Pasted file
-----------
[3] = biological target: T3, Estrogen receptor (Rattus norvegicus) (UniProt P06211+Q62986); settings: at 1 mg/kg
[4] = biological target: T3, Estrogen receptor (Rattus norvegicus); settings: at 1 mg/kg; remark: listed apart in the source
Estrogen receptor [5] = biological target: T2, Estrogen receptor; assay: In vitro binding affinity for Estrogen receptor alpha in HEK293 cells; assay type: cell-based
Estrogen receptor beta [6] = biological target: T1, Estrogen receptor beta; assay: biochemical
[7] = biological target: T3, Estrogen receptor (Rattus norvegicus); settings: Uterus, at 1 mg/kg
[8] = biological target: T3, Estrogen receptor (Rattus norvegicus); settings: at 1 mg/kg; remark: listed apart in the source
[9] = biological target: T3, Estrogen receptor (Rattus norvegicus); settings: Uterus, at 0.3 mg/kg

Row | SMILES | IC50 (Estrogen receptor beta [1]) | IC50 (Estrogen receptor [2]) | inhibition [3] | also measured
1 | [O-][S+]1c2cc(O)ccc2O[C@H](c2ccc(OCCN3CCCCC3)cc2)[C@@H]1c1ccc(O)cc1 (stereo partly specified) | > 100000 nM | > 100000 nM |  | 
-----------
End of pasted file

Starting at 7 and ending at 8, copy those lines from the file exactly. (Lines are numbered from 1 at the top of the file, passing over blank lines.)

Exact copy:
[9] = biological target: T3, Estrogen receptor (Rattus norvegicus); settings: Uterus, at 0.3 mg/kg

Row | SMILES | IC50 (Estrogen receptor beta [1]) | IC50 (Estrogen receptor [2]) | inhibition [3] | also measured